FMCG not safe-haven bets for investors, analysts see more underperformance

Topics FMCGs | FMCG | equity investors

The NSE FMCG (fast moving consumer goods) index has declined 9 per cent since the end of September against a 4 per cent fall in the benchmark Nifty50. On Monday, too, the FMCG index marginally underperformed, declining 1.8 per cent against 1.65 per cent in the Nifty50. This is unusual, because historically India’s top FMCG companies have acted as a good hedge against volatility. The NSE FMCG index had declined by only 9.3 per cent in January-March 2020, against nearly 30 per cent fall in the Nifty50. In fact, segment leaders like Nestlé India and Hindustan Unilever (HU.....
The NSE FMCG (fast moving consumer goods) index has declined 9 per cent since the end of September against a 4 per cent fall in the benchmark Nifty50. On Monday, too, the FMCG index marginally underperformed, declining 1.8 per cent against 1.65 per cent in the Nifty50.

This is unusual, because historically India’s top FMCG companies have acted as a good hedge against volatility.

The NSE FMCG index had declined by only 9.3 per cent in January-March 2020, against nearly 30 per cent fall in the Nifty50. In fact, segment leaders like Nestlé India and Hindustan Unilever (HUL) had rallied. For example, HUL’s stock price jumped 20 per cent and Nestlé India rose 10 per cent.

Similarly, the FMCG index had outperformed the broader market in previous corrections like in 2011, 2015, and 2018.

The current decline has cooled the sky-high valuation of these firms. The NSE FMCG index is currently trading at a price-to-earnings multiple of 39x, down from a 52-week high of 46.5x.

This may seem tempting for many investors, but analysts remain cautious on the near-term prospects of the sector.

“Valuations in the FMCG space have surely declined in the last few months, but it’s still too high compared with the broader market and the sector’s own valuation till 2-3 years ago. It needs to decline further to turn into a value buy,” says Shailendra Kumar, chief investment officer of Narnolia Securities.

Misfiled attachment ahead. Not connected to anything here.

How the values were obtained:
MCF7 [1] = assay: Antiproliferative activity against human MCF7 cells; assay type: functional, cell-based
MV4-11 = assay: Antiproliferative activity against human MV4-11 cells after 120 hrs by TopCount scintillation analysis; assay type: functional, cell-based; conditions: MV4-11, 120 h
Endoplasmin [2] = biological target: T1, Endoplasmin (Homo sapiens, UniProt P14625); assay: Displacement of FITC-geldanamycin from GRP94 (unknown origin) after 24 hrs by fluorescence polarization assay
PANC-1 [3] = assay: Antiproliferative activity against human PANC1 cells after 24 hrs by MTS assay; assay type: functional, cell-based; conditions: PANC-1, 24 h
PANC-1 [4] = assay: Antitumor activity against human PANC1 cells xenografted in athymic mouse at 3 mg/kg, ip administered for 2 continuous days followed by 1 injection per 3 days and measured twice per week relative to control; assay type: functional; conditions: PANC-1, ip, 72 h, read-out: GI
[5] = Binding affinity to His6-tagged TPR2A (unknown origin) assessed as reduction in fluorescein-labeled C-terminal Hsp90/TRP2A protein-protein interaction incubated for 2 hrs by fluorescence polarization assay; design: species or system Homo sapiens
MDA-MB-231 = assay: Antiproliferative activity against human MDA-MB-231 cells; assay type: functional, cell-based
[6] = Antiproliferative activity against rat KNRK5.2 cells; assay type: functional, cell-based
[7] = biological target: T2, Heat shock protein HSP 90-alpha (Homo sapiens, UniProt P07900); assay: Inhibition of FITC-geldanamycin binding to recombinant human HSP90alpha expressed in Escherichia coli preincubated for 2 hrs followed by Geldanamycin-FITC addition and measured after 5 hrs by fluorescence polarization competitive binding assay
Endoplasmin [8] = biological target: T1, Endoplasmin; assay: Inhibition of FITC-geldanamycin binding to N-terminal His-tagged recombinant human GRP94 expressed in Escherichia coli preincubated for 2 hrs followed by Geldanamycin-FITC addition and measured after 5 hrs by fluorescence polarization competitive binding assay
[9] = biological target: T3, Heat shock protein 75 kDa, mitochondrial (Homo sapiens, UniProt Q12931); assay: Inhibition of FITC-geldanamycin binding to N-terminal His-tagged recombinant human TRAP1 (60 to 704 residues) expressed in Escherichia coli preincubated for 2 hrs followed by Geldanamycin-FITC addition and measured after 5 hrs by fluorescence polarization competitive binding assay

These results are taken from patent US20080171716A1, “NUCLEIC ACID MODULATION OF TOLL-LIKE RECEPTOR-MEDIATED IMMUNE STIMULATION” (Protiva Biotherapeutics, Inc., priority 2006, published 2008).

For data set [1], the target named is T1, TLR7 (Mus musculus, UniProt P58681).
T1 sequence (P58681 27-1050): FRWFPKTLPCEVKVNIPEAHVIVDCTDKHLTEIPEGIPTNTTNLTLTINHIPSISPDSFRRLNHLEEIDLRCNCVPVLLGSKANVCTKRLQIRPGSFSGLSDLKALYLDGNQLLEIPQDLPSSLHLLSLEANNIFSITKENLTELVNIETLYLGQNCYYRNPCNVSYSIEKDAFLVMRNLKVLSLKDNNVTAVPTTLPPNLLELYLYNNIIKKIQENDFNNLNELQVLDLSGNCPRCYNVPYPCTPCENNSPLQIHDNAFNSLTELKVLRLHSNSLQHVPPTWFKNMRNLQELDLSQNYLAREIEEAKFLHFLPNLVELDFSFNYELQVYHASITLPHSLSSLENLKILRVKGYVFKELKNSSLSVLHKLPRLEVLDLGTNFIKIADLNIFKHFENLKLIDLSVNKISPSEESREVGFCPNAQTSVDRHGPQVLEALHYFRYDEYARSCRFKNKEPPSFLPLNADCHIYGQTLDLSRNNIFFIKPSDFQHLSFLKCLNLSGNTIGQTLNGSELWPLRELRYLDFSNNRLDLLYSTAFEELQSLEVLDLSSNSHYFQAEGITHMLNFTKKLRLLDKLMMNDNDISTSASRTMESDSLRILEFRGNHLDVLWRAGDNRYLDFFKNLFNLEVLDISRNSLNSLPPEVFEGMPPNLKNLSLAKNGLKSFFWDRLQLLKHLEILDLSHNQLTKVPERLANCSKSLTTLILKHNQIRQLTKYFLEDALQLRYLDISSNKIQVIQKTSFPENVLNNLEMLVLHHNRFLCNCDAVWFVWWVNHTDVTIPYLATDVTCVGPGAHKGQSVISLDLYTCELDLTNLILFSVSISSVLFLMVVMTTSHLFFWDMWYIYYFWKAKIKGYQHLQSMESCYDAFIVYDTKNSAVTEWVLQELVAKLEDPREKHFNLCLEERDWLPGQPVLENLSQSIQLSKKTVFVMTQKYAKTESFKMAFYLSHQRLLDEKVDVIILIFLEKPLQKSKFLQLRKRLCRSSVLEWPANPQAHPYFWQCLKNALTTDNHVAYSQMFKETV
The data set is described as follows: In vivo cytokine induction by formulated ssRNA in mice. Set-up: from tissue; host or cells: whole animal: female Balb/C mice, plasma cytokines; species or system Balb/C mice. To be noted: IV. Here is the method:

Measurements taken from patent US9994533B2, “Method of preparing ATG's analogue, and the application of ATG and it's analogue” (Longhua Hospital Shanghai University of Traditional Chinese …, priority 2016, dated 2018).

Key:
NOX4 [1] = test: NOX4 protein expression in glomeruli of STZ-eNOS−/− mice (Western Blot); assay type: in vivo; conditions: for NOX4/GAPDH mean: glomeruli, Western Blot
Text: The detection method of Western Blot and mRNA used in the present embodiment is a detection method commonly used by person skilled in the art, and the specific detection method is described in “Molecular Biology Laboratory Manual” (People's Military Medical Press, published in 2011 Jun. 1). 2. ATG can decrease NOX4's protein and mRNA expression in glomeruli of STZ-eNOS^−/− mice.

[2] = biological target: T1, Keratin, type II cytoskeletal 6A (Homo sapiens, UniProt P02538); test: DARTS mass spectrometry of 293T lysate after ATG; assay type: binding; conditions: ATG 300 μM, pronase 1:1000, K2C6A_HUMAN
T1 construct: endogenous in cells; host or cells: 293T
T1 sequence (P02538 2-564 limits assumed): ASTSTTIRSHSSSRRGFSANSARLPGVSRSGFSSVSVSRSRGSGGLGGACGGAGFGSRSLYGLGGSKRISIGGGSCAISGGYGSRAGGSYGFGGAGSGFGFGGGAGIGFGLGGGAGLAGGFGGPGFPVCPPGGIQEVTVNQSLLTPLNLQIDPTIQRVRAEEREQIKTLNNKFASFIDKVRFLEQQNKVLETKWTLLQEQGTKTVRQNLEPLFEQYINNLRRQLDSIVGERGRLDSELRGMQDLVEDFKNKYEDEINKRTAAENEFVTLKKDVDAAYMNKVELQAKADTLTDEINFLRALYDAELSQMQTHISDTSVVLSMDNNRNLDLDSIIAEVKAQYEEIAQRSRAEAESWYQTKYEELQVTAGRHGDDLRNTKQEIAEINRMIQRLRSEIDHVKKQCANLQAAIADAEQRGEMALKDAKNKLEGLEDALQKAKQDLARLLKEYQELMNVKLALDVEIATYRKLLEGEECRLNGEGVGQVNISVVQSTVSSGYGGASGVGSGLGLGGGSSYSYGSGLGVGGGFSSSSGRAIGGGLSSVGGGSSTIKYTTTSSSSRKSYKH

He said valuations may remain depressed in the near term due to margin pressures from higher inflation. “Most companies are expected to see volume and revenue growth in the next few quarters, but it may not translate into earnings growth due to decline in margin. This isn’t a great recipe for a rally in share price,” adds Kumar.


Others are advising investors to wait for at least two weeks more before taking a call. “The broader market, including FMCG stocks, are likely to remain under pressure for at least two weeks more till clarity emerges about the severity of the Omicron variant. If the virus turns out to be more lethal than expected then FMCG stocks will act as safe-havens but if turns out to be mild investors would turn to cyclical sectors,” says G Chokkalingam, founder and MD Equinomics Research & Advisory Services.

Some brokerages, however, remain optimistic on individual stocks. “We remain positive on HUL’s ability to outgrow the market, as well as its pricing power. We also expect the company’s margins to improve sequentially on the back of price hikes and a cool down in certain raw material prices,” write analysts at Edelweiss Securities. 

The brokerage expects nearly 28 per cent upside for the stock in the next 12 months, against 4 per cent decline in the last 12 months. HUL is the segment leader and accounts for nearly a third of combined market capitalisation of all 15 stocks in the NSE FMCG Index.

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